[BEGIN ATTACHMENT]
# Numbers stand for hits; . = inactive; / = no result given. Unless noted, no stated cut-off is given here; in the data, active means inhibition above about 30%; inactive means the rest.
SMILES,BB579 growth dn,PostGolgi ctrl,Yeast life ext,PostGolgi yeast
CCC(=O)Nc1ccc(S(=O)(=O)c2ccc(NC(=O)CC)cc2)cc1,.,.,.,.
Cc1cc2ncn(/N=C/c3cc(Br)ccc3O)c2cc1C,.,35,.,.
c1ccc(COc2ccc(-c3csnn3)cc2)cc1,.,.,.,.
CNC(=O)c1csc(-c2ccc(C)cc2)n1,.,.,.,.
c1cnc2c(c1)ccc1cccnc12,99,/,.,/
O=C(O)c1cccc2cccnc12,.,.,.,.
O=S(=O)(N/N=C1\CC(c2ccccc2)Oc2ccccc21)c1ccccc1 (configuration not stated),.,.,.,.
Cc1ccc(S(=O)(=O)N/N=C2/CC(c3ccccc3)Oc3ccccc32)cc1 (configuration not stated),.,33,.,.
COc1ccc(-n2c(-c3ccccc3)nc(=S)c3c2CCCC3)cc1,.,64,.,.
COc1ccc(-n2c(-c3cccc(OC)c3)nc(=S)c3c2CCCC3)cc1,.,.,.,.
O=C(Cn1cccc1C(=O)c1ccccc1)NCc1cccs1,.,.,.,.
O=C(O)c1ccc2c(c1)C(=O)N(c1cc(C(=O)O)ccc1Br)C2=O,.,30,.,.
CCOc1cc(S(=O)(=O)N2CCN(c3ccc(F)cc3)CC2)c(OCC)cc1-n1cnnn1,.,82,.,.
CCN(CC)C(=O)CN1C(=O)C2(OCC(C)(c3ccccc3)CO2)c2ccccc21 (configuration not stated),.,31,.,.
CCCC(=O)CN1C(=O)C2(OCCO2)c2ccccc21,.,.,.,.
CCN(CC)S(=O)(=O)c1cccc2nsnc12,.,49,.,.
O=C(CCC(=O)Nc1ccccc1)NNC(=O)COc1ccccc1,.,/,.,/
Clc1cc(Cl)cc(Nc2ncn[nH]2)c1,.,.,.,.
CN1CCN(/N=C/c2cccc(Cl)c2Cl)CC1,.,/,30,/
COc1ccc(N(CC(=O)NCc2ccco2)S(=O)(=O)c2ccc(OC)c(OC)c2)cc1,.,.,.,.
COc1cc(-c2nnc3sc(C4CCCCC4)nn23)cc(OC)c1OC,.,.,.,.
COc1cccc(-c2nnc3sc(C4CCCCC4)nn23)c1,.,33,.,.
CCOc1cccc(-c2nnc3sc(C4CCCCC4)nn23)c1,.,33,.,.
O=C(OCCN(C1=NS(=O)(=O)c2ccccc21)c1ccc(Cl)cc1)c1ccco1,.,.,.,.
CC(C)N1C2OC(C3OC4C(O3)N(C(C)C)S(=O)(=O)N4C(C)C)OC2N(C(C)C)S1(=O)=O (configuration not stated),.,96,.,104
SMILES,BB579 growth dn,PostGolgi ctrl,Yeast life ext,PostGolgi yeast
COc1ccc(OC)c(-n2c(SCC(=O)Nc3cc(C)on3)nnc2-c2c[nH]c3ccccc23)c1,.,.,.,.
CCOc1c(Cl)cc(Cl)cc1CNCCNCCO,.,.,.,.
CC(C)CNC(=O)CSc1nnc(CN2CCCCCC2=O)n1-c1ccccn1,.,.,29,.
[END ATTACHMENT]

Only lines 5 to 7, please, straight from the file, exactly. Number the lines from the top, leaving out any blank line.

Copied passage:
c1ccc(COc2ccc(-c3csnn3)cc2)cc1,.,.,.,.
CNC(=O)c1csc(-c2ccc(C)cc2)n1,.,.,.,.
c1cnc2c(c1)ccc1cccnc12,99,/,.,/